Day-time naps help us acquire information not consciously perceived, study finds
The age-old adage “I’ll sleep on it” has proven to be scientifically sound advice, according to a new study which measured changes in people’s brain activity and responses before and after a nap. The findings, published in the Journal of Sleep Research, support the advice which suggests that a period of sleep may help weighing up pros and cons or gain insight before making a challenging decision.
The Medical Research Council-funded study, led by University of Bristol researchers, aimed tounderstandwhethera short period of sleep can help us process unconscious information and how this might affect behaviourand reaction time.
The findings further reveal thebenefits of a short bout of sleep on cognitive brain function and found that even during short bouts of sleep we process information that we are not consciously aware of.
While previous evidencedemonstratesthat sleep helps problem solving,resulting inenhancedcognition upon awaking; it was not clear whether some form of conscious mental process was required before or during sleep to aid problem solving. In this study, researchers hid information by presenting it very briefly and “masking” it—so it was never consciously perceived—the masked prime task. The hidden information, however, was processed at a subliminal level within the brain and the extent to which it interferes with responses to consciously perceived information was measured.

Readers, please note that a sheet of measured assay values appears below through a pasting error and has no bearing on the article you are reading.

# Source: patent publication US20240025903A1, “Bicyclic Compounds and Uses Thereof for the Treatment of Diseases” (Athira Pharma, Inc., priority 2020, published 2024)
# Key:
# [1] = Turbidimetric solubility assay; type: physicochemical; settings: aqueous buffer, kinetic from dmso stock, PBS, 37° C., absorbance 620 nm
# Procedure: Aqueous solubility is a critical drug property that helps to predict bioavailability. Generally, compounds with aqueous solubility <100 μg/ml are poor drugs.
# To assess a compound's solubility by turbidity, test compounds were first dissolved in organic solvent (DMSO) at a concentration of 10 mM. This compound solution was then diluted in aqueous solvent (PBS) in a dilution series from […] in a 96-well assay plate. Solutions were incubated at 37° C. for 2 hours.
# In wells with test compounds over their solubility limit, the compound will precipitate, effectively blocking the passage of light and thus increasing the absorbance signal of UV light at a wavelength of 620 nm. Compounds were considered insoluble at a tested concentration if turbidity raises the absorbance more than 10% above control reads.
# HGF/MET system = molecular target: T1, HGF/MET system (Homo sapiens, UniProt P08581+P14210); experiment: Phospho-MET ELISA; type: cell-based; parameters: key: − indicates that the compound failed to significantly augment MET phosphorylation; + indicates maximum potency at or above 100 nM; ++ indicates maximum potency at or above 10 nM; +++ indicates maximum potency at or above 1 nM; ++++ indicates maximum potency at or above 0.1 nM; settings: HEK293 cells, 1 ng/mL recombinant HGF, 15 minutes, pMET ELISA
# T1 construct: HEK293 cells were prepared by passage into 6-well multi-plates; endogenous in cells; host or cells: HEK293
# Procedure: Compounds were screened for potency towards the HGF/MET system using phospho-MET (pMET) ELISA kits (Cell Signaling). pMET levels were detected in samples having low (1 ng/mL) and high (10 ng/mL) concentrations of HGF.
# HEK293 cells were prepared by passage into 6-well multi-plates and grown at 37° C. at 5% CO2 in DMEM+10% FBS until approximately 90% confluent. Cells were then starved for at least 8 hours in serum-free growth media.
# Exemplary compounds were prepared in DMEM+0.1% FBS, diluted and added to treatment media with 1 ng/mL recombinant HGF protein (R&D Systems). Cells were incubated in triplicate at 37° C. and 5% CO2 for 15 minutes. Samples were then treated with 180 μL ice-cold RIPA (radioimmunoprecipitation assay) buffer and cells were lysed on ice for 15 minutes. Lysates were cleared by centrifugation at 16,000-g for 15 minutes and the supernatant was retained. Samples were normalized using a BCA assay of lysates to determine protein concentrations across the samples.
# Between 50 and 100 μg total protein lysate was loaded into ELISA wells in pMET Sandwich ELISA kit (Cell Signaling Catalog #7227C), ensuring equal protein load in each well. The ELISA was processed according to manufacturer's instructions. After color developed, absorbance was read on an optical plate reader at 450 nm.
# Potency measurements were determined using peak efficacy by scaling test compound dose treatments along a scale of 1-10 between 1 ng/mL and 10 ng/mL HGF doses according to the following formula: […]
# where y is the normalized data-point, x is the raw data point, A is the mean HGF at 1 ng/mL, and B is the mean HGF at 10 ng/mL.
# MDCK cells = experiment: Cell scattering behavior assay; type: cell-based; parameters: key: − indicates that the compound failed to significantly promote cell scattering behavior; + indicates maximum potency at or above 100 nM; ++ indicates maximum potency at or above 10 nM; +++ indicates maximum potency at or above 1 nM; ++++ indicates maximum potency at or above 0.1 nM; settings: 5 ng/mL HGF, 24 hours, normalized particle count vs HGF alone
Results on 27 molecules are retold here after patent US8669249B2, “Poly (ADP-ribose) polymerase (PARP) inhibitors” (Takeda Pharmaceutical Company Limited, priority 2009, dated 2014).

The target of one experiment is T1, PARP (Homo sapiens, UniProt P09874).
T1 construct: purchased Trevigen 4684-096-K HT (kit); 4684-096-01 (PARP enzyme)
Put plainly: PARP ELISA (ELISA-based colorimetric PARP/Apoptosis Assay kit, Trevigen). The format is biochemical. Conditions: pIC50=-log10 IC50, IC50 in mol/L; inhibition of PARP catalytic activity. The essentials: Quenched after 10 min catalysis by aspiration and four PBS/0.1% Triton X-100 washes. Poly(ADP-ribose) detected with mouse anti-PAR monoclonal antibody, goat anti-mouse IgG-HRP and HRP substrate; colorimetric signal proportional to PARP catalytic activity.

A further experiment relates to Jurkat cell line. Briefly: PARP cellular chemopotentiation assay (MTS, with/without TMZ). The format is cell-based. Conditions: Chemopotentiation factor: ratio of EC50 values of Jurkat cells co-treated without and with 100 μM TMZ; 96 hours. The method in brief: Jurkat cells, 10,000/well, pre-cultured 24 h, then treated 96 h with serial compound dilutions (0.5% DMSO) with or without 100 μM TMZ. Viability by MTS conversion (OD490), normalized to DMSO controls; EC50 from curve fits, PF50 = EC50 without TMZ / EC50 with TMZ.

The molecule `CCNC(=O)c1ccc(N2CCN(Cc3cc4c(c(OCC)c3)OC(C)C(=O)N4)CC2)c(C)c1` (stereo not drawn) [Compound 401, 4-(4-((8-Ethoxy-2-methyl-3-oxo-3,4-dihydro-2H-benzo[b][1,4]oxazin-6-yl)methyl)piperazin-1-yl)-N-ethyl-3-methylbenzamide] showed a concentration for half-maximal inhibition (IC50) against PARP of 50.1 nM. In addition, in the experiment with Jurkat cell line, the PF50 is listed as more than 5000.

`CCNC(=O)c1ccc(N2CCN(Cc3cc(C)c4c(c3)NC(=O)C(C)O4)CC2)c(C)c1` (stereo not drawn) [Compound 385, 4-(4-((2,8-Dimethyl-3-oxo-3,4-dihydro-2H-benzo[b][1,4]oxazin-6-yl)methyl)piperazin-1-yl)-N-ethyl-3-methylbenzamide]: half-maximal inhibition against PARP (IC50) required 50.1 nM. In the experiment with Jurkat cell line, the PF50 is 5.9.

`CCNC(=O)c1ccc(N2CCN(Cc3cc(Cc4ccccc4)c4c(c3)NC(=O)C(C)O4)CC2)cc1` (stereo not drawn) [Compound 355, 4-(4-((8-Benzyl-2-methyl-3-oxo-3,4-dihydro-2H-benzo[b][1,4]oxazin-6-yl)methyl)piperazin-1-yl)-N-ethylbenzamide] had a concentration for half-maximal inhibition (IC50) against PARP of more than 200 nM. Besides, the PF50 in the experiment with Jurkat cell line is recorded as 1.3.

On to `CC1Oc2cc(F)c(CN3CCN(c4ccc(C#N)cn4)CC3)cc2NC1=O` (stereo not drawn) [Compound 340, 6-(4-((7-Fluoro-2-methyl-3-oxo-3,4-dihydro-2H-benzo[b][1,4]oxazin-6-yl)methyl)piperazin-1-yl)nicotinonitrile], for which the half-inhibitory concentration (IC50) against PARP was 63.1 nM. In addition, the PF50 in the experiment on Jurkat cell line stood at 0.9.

Sixteenhealthy participants across a range of ages were recruited to take part in an experiment. Participants carried out two tasks—the masked prime task and a control task where participants simply responded when they saw a red or blue square on a screen. Participants practiced the tasks and then either stayed awake or took a 90-minute nap before doing the tasks again.
Using anEEG, whichrecordsthe electrical activity naturallyproduced in the brain, researchers measured the change in brain activity and response pre-and-post nap.
Sleep (but not wake) improved processing speed in the masked prime task—but not in the control task—suggesting sleep-specific improvements in processing of subconsciously presented primes.
The findings suggest that even a short bout of sleep may help improve our responses and process information. Therefore, the results here suggest a potentially sleep-dependent, task-specific enhancement of brain processing that could optimise human goal-directed behaviour.
Importantly, while it is already known that the process of acquiring knowledge and information recall, memory, is strengthened during sleep. This study suggests that information acquired during wakefulness may potentially be processed in some deeper, qualitative way during sleep
Dr. LizCoulthard, Consultant Senior Lecturer in Dementia Neurology at the University of Bristol Medical School: Translational Health Sciences, said: “The findings are remarkable in that they can occur in the absence of initial intentional, conscious awareness, by processing of implicitly presented cues beneath participants’ conscious awareness.
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